What You Need To Know About Bed Adhesion When 3D Printing

The capacity of 3D printed plastic to “stick” to the build plate when printing is known as bed adhesion. You can obtain curved, shifted, and even dangerous results when 3D prints don’t remain in position on the build plate. Makers employ a variety of 3D printing surfaces to aid in the adhesion of various materials to the printing plate. Aluminum, stainless steel, glass, BuildTak, Kapton tape, PET tape, masking tape, or PEI film are the most frequently used materials in 3D printers. However, there isn’t a particular bed type that works best for every sort of filament adhesion. Here is what you need to know about bed adhesion when 3D printing.

Wetting The Build Plate Often Helps Adhesion

The ability of a liquid to conform to and adhere to a solid surface is referred to as wetting. During printing, when filament is extruded onto a build plate, it strives to conform to the build surface. The plastic should ideally adhere to a construction surface with a large surface area between it and the plastic. The surface area contacting the construction plate is large for large pieces. As a result, the print’s ability to adhere to the build plate is usually quite good. As a result, adhesion aids like as brims are frequently applied to the base of prints to improve the contact surface area. This significantly improves adherence.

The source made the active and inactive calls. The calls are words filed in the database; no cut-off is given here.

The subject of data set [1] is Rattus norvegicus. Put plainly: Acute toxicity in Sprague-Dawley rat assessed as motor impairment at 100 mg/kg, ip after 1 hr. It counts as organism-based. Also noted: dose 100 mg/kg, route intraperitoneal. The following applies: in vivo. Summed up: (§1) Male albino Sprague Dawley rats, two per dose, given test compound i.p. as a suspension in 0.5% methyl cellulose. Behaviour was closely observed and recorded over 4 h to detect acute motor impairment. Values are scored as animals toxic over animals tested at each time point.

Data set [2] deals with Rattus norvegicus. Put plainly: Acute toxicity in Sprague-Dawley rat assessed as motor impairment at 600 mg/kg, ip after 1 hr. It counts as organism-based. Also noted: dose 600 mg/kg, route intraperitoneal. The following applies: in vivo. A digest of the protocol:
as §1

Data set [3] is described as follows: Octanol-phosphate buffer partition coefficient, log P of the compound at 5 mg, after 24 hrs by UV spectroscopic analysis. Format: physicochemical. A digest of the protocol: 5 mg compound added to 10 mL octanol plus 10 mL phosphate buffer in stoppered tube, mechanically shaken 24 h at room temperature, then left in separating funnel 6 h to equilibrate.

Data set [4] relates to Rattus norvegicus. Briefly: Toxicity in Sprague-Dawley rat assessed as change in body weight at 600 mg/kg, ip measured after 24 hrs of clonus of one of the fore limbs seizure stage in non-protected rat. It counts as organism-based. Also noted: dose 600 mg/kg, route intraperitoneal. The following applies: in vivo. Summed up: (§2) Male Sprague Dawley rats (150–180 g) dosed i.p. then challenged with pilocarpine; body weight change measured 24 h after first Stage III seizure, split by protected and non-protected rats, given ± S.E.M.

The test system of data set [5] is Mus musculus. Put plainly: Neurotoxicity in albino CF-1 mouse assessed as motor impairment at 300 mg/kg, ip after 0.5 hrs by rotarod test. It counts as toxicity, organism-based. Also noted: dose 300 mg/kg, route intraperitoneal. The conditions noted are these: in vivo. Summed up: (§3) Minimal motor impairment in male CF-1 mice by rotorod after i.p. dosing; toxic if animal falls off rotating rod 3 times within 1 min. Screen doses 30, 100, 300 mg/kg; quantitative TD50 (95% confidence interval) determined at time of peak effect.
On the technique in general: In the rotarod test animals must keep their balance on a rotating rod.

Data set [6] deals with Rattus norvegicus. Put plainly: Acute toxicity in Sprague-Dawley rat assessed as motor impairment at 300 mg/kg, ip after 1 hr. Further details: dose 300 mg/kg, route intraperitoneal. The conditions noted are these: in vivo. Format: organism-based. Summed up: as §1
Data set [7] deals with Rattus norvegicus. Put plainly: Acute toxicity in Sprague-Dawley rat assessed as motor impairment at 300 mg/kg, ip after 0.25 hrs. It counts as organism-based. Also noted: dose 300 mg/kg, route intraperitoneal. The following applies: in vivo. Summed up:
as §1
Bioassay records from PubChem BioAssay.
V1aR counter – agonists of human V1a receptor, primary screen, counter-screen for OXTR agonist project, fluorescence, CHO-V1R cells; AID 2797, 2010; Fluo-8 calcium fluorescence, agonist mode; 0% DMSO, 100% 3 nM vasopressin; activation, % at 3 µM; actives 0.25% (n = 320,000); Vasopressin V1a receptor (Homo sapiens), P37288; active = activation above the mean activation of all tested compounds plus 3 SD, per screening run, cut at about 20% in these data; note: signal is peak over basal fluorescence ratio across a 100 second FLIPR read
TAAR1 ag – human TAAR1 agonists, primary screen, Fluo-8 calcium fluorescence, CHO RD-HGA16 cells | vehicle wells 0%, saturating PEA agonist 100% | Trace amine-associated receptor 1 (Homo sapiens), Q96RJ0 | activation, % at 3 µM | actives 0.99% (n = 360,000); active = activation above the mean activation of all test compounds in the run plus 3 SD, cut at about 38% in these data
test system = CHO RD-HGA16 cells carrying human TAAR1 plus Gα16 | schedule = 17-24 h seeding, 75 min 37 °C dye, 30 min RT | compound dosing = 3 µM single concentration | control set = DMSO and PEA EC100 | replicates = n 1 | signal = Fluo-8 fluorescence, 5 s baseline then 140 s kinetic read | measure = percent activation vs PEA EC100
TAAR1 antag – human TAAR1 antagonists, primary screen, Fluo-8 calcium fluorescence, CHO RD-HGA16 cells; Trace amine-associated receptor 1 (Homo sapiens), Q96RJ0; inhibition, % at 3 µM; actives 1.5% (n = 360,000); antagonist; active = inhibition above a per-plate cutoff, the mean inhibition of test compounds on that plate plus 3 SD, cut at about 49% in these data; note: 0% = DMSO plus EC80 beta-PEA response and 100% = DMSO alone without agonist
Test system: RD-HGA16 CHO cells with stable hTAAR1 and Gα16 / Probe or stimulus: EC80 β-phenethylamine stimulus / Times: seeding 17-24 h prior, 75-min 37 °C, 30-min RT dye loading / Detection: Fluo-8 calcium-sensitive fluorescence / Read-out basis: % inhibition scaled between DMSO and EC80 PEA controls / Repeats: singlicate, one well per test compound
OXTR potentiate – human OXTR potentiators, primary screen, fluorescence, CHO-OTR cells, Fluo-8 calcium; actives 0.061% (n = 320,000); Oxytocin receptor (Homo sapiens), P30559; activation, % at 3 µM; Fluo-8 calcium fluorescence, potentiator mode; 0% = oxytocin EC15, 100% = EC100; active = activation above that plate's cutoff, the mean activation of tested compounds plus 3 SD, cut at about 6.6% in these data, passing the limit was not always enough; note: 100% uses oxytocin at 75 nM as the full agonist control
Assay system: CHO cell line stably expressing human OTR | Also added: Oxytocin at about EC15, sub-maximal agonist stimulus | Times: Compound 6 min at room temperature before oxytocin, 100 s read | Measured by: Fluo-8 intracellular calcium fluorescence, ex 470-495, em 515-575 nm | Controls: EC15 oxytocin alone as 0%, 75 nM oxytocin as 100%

3D-Printed Rafts Are Also Key

Rafts are utilized to take out the print’s possibly problematic bottom layer and replace it with a platform that is easier to print. A raft takes the hit for your print if you’re encountering bed adhesion issues. It should be noted that the raft’s print finish may appear to be bad. This is due to the part being printed on top of the raft. This may be the greatest approach to improve adhesion if the surface contacting the raft does not need to be perfect.

A Clean Build Plate Is Essential for Good Bed Adhesion

The foundation of a good stick is a decent surface. If in doubt, wipe the build plate each time before printing with rubbing alcohol and a microfiber cloth. Naturally, you should double-check that the construction plate material you’re using is rubbing alcohol friendly. (You should be alright if you use glass, which is a typical bed material.) This prevents impurities on the build plate from interfering with the plastic’s adhesion to the build surface.

We hope you have enjoyed our article covering what you need to know about bed adhesion when 3D printing! While these tips can go a long way, bed adhesion will often still depend on the type of filament that you are using. And as such, knowing what the best 3D-printing speed and temperature for your filaments will often yield better results!

This post contains affiliate links. Affiliate disclosure: As an Amazon Associate, we may earn commissions from qualifying purchases from and other Amazon websites.

Written by Logan Voss

Leave a Reply

Your email address will not be published. Required fields are marked *

This site uses Akismet to reduce spam. Learn how your comment data is processed.